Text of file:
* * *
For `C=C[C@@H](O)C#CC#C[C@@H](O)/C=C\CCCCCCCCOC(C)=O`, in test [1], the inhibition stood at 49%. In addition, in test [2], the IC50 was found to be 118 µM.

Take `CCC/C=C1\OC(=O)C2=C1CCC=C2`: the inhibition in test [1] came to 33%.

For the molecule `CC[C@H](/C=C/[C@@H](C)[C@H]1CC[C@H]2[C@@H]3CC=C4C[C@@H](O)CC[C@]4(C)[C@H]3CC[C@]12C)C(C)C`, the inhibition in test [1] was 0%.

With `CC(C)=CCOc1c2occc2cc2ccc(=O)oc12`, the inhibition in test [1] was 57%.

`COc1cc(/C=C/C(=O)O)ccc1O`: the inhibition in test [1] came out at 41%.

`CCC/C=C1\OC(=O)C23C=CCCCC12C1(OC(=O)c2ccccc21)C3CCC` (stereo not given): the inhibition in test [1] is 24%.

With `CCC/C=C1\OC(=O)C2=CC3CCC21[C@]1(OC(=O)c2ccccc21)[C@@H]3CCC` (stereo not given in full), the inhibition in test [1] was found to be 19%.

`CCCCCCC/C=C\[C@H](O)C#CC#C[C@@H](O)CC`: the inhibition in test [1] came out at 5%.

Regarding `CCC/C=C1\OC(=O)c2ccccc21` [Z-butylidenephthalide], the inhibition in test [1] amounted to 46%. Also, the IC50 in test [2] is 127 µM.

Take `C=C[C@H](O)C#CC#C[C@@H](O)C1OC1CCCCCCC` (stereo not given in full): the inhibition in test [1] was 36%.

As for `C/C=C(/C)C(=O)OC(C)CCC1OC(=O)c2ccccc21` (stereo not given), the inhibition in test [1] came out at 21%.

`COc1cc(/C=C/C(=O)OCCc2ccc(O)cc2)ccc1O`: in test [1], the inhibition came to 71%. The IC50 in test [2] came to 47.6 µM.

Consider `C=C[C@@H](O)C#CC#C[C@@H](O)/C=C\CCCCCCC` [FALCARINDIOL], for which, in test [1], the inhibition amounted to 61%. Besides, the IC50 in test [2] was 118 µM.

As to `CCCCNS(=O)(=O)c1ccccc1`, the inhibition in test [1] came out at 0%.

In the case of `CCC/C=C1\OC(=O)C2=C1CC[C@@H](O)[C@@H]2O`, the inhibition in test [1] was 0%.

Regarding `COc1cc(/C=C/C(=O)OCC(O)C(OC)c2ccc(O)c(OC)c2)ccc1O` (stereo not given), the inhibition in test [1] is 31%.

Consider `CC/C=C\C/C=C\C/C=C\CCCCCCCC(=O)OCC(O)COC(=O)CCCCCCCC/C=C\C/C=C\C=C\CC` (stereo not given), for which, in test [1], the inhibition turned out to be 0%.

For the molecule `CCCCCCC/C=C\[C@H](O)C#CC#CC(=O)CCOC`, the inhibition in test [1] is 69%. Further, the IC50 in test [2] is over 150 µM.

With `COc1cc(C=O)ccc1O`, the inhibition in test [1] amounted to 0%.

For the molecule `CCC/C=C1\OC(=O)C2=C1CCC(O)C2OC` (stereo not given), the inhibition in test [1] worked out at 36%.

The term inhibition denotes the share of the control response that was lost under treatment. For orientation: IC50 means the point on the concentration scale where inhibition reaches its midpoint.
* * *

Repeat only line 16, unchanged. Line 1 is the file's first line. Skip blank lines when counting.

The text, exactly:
Regarding `COc1cc(/C=C/C(=O)OCC(O)C(OC)c2ccc(O)c(OC)c2)ccc1O` (stereo not given), the inhibition in test [1] is 31%.